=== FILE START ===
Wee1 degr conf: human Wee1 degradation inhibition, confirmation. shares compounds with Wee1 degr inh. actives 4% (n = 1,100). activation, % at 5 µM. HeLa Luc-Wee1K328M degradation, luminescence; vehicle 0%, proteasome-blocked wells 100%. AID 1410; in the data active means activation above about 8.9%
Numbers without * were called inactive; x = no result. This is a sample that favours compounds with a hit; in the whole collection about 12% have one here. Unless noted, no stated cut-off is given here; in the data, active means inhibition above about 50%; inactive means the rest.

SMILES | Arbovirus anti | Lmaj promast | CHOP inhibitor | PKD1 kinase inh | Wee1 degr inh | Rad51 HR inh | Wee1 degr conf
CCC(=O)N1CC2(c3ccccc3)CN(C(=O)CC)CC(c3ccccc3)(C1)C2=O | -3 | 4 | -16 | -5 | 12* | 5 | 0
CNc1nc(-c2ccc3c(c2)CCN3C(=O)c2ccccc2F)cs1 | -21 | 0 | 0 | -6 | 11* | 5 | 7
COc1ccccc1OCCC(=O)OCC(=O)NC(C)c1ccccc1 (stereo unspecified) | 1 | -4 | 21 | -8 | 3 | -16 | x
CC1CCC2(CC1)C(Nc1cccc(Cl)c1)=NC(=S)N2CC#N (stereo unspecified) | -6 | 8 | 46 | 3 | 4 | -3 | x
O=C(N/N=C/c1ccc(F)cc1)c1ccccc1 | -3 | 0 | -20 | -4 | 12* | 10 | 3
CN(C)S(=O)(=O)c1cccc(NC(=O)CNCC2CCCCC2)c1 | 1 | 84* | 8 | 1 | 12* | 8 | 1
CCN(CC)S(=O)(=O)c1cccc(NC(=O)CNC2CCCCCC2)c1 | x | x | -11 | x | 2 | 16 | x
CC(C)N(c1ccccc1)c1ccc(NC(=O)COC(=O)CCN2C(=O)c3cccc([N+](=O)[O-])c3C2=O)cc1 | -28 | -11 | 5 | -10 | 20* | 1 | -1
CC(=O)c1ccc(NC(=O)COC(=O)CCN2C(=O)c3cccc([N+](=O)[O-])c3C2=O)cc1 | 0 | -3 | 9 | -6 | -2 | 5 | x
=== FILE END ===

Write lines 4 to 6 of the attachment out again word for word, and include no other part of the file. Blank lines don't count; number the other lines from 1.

CCC(=O)N1CC2(c3ccccc3)CN(C(=O)CC)CC(c3ccccc3)(C1)C2=O | -3 | 4 | -16 | -5 | 12* | 5 | 0
CNc1nc(-c2ccc3c(c2)CCN3C(=O)c2ccccc2F)cs1 | -21 | 0 | 0 | -6 | 11* | 5 | 7
COc1ccccc1OCCC(=O)OCC(=O)NC(C)c1ccccc1 (stereo unspecified) | 1 | -4 | 21 | -8 | 3 | -16 | x